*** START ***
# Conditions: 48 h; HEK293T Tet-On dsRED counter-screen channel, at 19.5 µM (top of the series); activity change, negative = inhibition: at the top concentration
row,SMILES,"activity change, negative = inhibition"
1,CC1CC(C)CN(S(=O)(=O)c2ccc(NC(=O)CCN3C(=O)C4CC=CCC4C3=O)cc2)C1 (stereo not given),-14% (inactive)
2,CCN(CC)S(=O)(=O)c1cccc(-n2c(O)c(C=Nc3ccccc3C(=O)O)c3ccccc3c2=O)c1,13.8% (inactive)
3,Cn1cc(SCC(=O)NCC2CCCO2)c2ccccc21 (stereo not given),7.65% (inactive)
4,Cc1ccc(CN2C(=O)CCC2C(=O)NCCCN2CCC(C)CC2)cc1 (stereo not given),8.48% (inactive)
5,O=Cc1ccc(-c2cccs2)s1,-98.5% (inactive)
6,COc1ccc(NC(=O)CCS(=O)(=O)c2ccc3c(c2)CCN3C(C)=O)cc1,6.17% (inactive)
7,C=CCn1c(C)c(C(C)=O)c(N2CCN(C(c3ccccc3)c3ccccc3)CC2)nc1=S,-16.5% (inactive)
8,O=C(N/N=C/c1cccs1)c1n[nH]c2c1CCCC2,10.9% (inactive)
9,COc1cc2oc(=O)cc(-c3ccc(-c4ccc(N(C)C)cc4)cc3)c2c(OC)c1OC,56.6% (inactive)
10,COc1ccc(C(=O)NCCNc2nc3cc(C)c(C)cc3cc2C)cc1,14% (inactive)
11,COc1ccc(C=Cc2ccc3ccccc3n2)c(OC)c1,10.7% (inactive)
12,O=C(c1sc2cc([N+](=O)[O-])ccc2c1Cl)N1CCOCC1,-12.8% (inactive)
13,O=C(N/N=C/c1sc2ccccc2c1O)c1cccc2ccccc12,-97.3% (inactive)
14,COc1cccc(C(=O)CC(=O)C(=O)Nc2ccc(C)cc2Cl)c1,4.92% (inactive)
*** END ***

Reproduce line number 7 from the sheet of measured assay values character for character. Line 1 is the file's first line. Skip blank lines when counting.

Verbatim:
5,O=Cc1ccc(-c2cccs2)s1,-98.5% (inactive)